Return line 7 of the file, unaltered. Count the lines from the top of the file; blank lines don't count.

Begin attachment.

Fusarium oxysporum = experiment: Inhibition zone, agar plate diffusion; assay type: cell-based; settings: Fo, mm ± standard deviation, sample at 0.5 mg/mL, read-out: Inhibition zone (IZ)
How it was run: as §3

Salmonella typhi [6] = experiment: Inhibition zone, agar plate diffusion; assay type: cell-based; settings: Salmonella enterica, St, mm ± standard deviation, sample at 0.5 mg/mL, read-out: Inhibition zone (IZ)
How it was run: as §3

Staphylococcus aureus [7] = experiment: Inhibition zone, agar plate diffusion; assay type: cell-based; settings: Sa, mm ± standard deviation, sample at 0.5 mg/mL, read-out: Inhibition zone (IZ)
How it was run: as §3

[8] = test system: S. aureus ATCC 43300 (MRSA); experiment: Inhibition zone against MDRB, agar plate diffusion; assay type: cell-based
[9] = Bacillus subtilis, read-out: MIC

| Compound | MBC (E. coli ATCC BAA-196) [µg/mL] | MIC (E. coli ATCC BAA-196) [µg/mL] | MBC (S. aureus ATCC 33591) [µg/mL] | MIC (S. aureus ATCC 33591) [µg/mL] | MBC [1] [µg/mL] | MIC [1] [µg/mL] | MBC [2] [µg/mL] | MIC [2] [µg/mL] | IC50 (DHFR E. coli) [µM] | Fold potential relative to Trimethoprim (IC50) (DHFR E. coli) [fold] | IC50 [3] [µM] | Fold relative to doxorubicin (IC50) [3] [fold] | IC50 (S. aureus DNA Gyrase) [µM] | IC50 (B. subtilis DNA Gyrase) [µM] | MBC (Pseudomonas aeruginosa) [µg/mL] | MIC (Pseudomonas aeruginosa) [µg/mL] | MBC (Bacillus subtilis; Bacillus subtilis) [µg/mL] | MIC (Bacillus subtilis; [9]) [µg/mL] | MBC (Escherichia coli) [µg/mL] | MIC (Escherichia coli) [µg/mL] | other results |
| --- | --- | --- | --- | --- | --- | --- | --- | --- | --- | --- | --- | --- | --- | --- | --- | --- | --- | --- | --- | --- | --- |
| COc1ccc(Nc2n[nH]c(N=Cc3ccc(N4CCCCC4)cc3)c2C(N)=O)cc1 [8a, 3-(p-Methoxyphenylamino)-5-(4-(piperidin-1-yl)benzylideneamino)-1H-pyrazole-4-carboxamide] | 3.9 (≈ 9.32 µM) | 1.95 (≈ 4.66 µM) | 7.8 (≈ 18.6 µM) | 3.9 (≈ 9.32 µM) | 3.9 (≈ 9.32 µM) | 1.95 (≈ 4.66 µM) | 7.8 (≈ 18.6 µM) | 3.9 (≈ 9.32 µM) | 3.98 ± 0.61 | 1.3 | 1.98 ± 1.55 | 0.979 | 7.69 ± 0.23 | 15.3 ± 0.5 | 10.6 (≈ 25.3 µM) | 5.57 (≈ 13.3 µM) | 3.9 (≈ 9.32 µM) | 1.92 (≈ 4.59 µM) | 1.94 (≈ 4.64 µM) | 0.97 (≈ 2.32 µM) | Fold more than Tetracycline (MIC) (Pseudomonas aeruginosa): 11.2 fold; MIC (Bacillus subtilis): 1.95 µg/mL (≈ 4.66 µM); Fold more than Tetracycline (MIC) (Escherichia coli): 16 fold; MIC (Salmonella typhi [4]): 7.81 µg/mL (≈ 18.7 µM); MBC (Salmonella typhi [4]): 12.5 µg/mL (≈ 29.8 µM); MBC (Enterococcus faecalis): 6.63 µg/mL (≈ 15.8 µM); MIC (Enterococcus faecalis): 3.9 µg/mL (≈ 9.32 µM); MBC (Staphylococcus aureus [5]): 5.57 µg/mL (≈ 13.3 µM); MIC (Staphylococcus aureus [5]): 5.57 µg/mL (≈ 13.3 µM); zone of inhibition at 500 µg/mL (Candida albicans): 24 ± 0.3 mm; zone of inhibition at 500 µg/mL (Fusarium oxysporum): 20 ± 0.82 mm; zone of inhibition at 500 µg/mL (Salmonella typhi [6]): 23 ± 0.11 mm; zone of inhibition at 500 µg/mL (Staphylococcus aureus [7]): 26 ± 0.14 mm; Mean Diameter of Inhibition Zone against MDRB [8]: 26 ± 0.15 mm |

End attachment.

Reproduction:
[8] = test system: S. aureus ATCC 43300 (MRSA); experiment: Inhibition zone against MDRB, agar plate diffusion; assay type: cell-based